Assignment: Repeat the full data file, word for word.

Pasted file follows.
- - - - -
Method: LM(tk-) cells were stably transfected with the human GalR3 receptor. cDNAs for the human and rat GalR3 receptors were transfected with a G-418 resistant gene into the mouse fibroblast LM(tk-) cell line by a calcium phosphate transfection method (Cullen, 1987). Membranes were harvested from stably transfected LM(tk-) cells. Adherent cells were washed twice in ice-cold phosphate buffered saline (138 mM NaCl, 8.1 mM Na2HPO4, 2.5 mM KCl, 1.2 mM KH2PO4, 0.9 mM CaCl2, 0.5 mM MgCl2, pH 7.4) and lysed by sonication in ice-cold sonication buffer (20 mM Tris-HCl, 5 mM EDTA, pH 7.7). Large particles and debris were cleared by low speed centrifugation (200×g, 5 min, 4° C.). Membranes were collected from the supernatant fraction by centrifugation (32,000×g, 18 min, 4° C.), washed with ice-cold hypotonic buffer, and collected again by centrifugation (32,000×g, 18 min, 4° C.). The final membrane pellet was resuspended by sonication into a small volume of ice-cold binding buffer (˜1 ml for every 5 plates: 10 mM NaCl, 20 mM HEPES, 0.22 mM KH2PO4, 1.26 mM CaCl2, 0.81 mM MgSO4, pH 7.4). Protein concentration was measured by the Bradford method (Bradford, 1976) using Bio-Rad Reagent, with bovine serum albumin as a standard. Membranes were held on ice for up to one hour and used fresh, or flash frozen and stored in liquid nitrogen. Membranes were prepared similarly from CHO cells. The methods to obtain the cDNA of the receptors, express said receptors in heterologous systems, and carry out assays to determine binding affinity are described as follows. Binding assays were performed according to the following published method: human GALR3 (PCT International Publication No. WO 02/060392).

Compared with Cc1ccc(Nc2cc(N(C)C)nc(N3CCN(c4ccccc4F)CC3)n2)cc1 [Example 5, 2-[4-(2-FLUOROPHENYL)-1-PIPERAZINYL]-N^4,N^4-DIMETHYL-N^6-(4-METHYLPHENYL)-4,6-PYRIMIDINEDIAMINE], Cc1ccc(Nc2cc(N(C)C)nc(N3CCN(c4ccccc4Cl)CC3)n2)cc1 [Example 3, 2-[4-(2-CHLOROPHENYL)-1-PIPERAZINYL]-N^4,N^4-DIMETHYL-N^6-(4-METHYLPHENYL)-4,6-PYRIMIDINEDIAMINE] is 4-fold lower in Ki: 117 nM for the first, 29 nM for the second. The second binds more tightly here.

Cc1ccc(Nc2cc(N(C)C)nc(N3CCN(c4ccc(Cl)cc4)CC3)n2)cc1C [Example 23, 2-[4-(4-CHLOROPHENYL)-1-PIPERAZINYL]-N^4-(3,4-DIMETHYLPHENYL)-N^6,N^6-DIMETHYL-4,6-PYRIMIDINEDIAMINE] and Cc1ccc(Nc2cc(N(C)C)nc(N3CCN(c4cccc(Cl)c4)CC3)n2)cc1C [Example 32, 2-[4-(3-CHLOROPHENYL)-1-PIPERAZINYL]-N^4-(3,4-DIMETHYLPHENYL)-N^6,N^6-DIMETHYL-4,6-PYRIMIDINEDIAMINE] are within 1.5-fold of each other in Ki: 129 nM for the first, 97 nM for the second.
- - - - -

Method: LM(tk-) cells were stably transfected with the human GalR3 receptor. cDNAs for the human and rat GalR3 receptors were transfected with a G-418 resistant gene into the mouse fibroblast LM(tk-) cell line by a calcium phosphate transfection method (Cullen, 1987). Membranes were harvested from stably transfected LM(tk-) cells. Adherent cells were washed twice in ice-cold phosphate buffered saline (138 mM NaCl, 8.1 mM Na2HPO4, 2.5 mM KCl, 1.2 mM KH2PO4, 0.9 mM CaCl2, 0.5 mM MgCl2, pH 7.4) and lysed by sonication in ice-cold sonication buffer (20 mM Tris-HCl, 5 mM EDTA, pH 7.7). Large particles and debris were cleared by low speed centrifugation (200×g, 5 min, 4° C.). Membranes were collected from the supernatant fraction by centrifugation (32,000×g, 18 min, 4° C.), washed with ice-cold hypotonic buffer, and collected again by centrifugation (32,000×g, 18 min, 4° C.). The final membrane pellet was resuspended by sonication into a small volume of ice-cold binding buffer (˜1 ml for every 5 plates: 10 mM NaCl, 20 mM HEPES, 0.22 mM KH2PO4, 1.26 mM CaCl2, 0.81 mM MgSO4, pH 7.4). Protein concentration was measured by the Bradford method (Bradford, 1976) using Bio-Rad Reagent, with bovine serum albumin as a standard. Membranes were held on ice for up to one hour and used fresh, or flash frozen and stored in liquid nitrogen. Membranes were prepared similarly from CHO cells. The methods to obtain the cDNA of the receptors, express said receptors in heterologous systems, and carry out assays to determine binding affinity are described as follows. Binding assays were performed according to the following published method: human GALR3 (PCT International Publication No. WO 02/060392).

Compared with Cc1ccc(Nc2cc(N(C)C)nc(N3CCN(c4ccccc4F)CC3)n2)cc1 [Example 5, 2-[4-(2-FLUOROPHENYL)-1-PIPERAZINYL]-N^4,N^4-DIMETHYL-N^6-(4-METHYLPHENYL)-4,6-PYRIMIDINEDIAMINE], Cc1ccc(Nc2cc(N(C)C)nc(N3CCN(c4ccccc4Cl)CC3)n2)cc1 [Example 3, 2-[4-(2-CHLOROPHENYL)-1-PIPERAZINYL]-N^4,N^4-DIMETHYL-N^6-(4-METHYLPHENYL)-4,6-PYRIMIDINEDIAMINE] is 4-fold lower in Ki: 117 nM for the first, 29 nM for the second. The second binds more tightly here.

Cc1ccc(Nc2cc(N(C)C)nc(N3CCN(c4ccc(Cl)cc4)CC3)n2)cc1C [Example 23, 2-[4-(4-CHLOROPHENYL)-1-PIPERAZINYL]-N^4-(3,4-DIMETHYLPHENYL)-N^6,N^6-DIMETHYL-4,6-PYRIMIDINEDIAMINE] and Cc1ccc(Nc2cc(N(C)C)nc(N3CCN(c4cccc(Cl)c4)CC3)n2)cc1C [Example 32, 2-[4-(3-CHLOROPHENYL)-1-PIPERAZINYL]-N^4-(3,4-DIMETHYLPHENYL)-N^6,N^6-DIMETHYL-4,6-PYRIMIDINEDIAMINE] are within 1.5-fold of each other in Ki: 129 nM for the first, 97 nM for the second.